It’s no secret that women are underrepresented among the ranks of bicycle commuters and of elite racers. So, there was reason to rejoice in two announcements last week, worlds apart, but both indicative of momentum toward improving the gender balance.
First the home front: Here in New York City, a study finds bike share may be attracting more women to the bike lanes of Manhattan, a development seemly consistent with trends in other cities as this form of public transportation continues to gain popularity.
Farther afield, the organizers of the Tour de France announced a one-day women’s race that will coincide with the final day of the prestigious three-week men’s race in Paris on July 27. Cause for celebration among women racers, La Course by le Tour de France, as the criterium-style race will be called, is expected to help attract the attention and media coverage considered critical to growing the women’s sport. Read on to learn more.
1. Women Embrace Bike Share
Researchers at Hunter College found that an increase in female cyclists over the past four years may be partly attributable to bike share, which was launched here last May. Women account for 31.1 percent of Citi Bike riders, while representing 23.6 percent of (non-delivery) private bicycle users. The researchers observed 4,300 cyclists over 14 days in Manhattan below 86th Street.
Although the percentage of female bike share riders here lags behind some other cities that have implemented these systems, New York’s numbers are part of a promising national picture. According to a major report on women’s bicycling by the League of American Bicyclists, a North American bike sharing study found 43 percent of members are female. The percentages of female bike share users in Minneapolis (44 percent), Boston (47 percent) and Washington D.C. (49 percent), all outpace private bicycle users, suggesting that women may be responding to the ease and flexibility of public bike share systems.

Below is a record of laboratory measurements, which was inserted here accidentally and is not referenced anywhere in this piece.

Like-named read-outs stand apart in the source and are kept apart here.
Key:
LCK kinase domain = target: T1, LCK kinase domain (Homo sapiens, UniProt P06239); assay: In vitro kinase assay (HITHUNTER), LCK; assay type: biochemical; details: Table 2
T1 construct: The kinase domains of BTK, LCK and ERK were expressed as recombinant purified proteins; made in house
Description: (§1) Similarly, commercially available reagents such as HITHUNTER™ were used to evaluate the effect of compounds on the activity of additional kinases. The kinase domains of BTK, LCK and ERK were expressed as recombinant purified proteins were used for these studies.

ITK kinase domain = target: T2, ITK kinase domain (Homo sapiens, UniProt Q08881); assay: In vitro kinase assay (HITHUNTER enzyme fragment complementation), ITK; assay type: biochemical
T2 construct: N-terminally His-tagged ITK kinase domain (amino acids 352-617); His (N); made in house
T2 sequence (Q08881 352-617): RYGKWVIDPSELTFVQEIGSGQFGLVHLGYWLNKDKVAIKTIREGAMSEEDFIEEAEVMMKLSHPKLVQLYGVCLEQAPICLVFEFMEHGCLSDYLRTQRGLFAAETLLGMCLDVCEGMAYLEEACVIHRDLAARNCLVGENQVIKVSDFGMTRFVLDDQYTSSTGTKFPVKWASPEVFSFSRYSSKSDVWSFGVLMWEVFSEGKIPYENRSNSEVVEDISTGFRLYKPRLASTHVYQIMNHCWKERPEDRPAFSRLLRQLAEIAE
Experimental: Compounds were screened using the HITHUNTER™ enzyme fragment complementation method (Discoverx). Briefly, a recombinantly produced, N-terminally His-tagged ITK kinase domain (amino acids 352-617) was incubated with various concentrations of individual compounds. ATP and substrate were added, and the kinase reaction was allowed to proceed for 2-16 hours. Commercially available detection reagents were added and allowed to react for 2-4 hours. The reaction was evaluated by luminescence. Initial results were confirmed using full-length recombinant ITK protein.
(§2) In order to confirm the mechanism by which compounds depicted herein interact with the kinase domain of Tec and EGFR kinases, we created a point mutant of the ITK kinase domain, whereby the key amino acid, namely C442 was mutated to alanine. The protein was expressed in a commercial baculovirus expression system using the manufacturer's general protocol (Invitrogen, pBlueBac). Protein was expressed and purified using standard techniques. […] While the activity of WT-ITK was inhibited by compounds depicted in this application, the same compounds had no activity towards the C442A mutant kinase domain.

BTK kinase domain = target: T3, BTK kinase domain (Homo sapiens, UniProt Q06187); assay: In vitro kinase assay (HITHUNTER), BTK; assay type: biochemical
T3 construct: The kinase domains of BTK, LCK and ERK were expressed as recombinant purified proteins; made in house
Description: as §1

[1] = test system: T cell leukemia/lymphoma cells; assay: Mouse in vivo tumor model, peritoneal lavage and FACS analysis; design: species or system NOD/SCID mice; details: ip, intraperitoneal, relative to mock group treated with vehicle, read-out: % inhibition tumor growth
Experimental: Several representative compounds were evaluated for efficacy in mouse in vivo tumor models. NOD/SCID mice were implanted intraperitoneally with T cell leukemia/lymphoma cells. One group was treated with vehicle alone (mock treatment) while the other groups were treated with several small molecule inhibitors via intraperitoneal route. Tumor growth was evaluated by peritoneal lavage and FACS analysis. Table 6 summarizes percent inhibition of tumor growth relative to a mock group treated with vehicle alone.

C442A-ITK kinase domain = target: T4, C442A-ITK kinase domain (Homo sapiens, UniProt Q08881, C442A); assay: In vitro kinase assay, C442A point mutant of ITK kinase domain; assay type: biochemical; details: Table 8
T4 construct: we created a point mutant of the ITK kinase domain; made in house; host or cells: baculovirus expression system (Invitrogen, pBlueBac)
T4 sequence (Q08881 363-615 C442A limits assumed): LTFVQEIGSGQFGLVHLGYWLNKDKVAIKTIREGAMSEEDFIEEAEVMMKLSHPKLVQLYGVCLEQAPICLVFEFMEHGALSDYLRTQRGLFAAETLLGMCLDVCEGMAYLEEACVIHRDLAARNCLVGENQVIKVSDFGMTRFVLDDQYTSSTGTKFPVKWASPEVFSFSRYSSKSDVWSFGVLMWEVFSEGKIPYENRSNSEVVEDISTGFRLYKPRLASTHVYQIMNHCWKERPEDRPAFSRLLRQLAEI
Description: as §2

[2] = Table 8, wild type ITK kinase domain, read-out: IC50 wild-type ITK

[The Hunter College study further reveals that bike share riders represent a higher percentage of users of protected bike lanes, and that compared with a 2009 study that examined a smaller area of Manhattan, behaviors such as riding in the wrong direction and not stopping for red lights have improved. Here’s the link to the study PDF.]
2. Women’s Tour de France Race “A Logical Step Forward”
The one-day women’s Tour de France race represents a victory for Le Tour Entier, the group led by women’s racers, including former world time-trial champion Emma Pooley, world champion cyclocross racer Marianne Vos, triathlete Chrissie Wellington and veteran pro cyclist and writer Kathryn Bertine, that gathered more than 95,000 signatures in a petition drive launched last year.
In a statement, Tour organizers Amaury Sport Organisation (ASO), owners said: “For the organizers of the Tour de France, who have been involved in the development of women’s cycling for a long time through the Ladies Tour of Qatar and the Flèche Wallonne for ladies, the desire to add this event is a logical step forward in a discipline that is increasing in maturity and recognition.”
Although the route and distance of the race are to be announced later this spring, its finish, hours before the men’s finale, on the iconic Champs Elysee, will heighten awareness of women’s racing through coverage on French television and Eurosport.